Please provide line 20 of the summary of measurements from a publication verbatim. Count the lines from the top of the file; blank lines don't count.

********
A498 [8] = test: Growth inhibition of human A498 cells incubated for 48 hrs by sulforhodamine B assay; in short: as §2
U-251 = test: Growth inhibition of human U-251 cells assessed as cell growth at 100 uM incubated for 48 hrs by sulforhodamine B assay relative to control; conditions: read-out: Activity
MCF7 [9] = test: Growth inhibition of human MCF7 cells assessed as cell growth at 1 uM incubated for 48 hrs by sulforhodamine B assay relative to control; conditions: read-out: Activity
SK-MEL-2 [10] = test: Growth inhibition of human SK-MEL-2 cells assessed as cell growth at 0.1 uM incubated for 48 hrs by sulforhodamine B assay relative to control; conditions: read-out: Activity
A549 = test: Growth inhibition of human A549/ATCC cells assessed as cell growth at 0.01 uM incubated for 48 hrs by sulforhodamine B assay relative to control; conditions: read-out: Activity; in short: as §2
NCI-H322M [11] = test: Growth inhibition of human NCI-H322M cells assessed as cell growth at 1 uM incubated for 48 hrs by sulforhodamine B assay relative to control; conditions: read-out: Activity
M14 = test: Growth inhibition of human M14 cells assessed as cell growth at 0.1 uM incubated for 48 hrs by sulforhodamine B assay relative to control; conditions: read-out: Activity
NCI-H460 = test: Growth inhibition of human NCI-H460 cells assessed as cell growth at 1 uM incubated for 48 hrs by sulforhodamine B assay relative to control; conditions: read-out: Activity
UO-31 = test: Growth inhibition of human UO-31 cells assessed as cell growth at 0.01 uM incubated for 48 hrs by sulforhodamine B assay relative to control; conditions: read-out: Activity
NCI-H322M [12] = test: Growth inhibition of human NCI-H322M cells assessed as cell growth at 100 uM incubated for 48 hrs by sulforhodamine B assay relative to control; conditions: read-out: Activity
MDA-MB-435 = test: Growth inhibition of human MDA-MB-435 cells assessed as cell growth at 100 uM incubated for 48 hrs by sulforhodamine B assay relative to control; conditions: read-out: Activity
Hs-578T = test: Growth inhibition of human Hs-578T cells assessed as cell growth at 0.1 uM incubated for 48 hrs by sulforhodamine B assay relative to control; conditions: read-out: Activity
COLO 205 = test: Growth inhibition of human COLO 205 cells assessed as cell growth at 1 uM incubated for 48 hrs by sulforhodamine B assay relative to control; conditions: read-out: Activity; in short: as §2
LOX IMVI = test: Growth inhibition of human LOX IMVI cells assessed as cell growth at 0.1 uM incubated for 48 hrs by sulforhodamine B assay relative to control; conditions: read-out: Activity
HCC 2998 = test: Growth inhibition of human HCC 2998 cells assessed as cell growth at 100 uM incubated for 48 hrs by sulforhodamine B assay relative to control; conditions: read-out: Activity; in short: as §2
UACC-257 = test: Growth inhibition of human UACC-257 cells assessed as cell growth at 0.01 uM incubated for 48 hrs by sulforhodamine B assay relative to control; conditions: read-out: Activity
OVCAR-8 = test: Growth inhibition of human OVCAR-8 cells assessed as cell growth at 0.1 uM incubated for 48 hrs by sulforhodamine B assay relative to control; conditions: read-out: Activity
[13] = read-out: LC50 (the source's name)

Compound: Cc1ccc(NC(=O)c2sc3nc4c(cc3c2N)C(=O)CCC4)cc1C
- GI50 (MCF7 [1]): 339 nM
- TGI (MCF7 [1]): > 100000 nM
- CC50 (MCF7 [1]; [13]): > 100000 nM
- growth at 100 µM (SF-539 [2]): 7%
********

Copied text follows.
- GI50 (MCF7 [1]): 339 nM